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Electric current DC Circuits AC Circuits. Lecture questions Electric current DC Circuits. Ohm's law Resistance and conductance Conductivity of electrolytes.

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Presentation on theme: "Electric current DC Circuits AC Circuits. Lecture questions Electric current DC Circuits. Ohm's law Resistance and conductance Conductivity of electrolytes."— Presentation transcript:

1 Electric current DC Circuits AC Circuits

2 Lecture questions Electric current DC Circuits. Ohm's law Resistance and conductance Conductivity of electrolytes Alternating current Resistor, Capacitor and Inductor AC Response Impedance

3 Electric current An electric current is a directed flow of charged particles. It may occur when there is a potential difference. Current, and is the amount of charge flowing through cross section of a conductor per second.

4 Current density

5 Direction For historical reasons the direction of the current is taken to be the direction of the flow of positive charge. The flow of positive charge in one direction is equivalent to the flow of negative charge in the opposite direction.

6 Electric current q 0 charge of each carrier n - concentration (the number of charge carriers/cubic meter) - average speed of charged particles S - cross sectional area of the conductor

7 Direct current (DC) DC is the unidirectional flow of electric charge. Galvanic current is a steady direct electric current. DC circuit consists of any combination of constant voltage sources, constant current sources, and resistors. In this case, the circuit voltages and currents are constant, independent of time. Direct current is produced by sources such as batteries, thermocouples, solar cells, and others. Direct current may flow in a conductor such as a wire, but can also flow through semiconductors, through a vacuum as in electron or ion beams.

8 Time dependence of current (or voltage)

9 Ohm's Law deals with the relationship between voltage and current in an ideal conductor. For many conductors, the electric current which flow through them is directly proportional to the voltage applied to them. where R is called the resistance Material that obeys Ohm's Law is called "ohmic" or "linear" because the potential difference across it varies linearly with the current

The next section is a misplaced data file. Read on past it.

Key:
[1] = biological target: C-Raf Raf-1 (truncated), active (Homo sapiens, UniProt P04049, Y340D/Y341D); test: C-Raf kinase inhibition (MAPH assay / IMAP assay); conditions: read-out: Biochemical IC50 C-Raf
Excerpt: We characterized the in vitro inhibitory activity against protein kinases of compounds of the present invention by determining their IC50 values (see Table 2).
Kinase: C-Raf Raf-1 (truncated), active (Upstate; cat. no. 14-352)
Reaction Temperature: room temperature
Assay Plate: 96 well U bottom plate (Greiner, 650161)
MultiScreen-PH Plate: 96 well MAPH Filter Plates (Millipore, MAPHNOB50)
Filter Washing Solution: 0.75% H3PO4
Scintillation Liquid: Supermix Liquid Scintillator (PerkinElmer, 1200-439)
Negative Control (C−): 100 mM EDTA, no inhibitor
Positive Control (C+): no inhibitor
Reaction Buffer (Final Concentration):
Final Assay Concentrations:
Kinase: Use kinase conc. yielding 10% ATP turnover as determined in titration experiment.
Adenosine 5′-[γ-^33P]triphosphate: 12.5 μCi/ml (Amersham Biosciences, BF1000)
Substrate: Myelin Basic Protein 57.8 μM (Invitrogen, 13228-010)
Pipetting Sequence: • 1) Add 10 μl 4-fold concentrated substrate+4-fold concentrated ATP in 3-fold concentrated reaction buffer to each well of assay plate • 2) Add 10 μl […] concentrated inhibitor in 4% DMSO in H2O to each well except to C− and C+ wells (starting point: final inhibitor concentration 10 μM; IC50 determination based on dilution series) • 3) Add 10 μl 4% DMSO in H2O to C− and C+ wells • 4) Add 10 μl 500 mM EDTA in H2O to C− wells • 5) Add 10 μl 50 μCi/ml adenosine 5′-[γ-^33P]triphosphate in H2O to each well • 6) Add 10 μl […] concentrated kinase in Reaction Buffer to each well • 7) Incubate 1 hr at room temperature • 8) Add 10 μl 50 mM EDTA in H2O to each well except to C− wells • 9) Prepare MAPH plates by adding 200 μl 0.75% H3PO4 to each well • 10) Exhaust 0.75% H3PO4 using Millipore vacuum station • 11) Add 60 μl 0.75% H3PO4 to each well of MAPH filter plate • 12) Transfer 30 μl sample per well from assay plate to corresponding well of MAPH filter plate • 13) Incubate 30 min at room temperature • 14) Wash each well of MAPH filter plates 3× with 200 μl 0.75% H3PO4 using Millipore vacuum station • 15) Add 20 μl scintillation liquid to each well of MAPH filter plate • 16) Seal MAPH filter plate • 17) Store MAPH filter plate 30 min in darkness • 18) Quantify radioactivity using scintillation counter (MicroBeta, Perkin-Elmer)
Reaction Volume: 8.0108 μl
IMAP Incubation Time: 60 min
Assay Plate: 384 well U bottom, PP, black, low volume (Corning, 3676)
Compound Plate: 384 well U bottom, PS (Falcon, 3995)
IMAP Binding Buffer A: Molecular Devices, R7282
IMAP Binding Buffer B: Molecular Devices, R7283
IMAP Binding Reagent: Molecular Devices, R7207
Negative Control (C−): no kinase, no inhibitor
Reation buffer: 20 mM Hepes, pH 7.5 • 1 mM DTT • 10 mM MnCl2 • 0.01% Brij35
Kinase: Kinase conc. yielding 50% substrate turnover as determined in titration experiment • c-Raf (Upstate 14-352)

10 Resistance and conductance where ρ is the resistivity of the material G is the conductance of the conductor is the conductivity of the material This is also the form of Ohm’s law.

11 Conductivity of electrolytes where q 0 is charge of each carrier n - concentration of electrolyte molecules (the number of molecules/cubic meter) α - degree of dissociation b – is the electrical mobility of the particle is defined as the ratio of the drift velocity to the magnitude of the electric field

12 tissue cerebrospinal fluid blood muscle tissue 20.5 brain and nerve tissue fat tissue skin 10 bone without periosteum

13 Galvanization is a method of direct continuous current medical use: low voltage current (up to 80V) and small amperage (up to 50mA)(partial galvanisation: when the current impacts a small area of the body; whole galvanisation: when the current impacts the entire body). Medicinal electrophoresis is a simultaneous application of direct current (galvanic current) and small amount of drug or combination of drugs.

14 Medicinal electrophoresis 1) possibility of effect concentration on a surface part of body; 2) long duration of procedure action – drug depot retains for several days; 3) exception of drug effect on alimentary organs; 4) drug introduction into organism in the form of ions, i.e. in active form.

15 Alternating current

16 In alternating current (AC, also ac) the movement of electric charge periodically reverses direction. In alternating current (AC) circuits the voltage oscillates in a sine wave pattern, varying with time as: where ω is the angular frequency related to the frequency by

17 Properties of Alternating Current Amplitude. Mathematically, the amplitude of a sine wave is the value of that sine wave at its peak. This is the maximum value, positive or negative, that it can attain. Frequency is the number of complete cycles voltage (or current) goes through in a unit time. The frequency of the wave is measured in cycles per second (cycles/sec) and, in normal usage, is expressed in units of Hertz (Hz). In North America (primarily the US and Canada), the AC power system operates at a frequency of 60 Hz. In Europe, including the UK, Ireland, and Scotland, the power system operates at a frequency of 50 Hz. Period is the time duration of one cycle of the waveform, and is measured in seconds/cycle. AC power at 50 Hz will have a period of 1/50 = 0.02 seconds/cycle. A 60 Hz power system has a period of 1/60 = seconds/cycle. These are often expressed as 20 ms/cycle or ms/cycle, where 1 ms is 1 millisecond = second (1/1000 of a second).

18 Properties of Alternating Current Wavelength is the distance which the wave moves in one cycle. Electrical signals travel through their wires at nearly the speed of light, which is very nearly 3 × 10 8 m/s, and is represented mathematically by the letter ‘c‘. However, when we speak of an AC power system, it is more useful to refer to the effective voltage or current. This is the rating that would cause the same amount of work to be done (the same effect) as the same value of DC voltage or current would cause. For a sine wave, the effective voltage of the AC power system is (or times the peak voltage). The effective voltage is also known as the rms voltage.

19 Resistor AC Response

20 Capacitor AC Response

21 Inductor AC Response

22 Series Resonance The resonance of a series RLC circuit occurs when the inductive and capacitive reactances are equal in magnitude but cancel each other because they are 180 degrees apart in phase.


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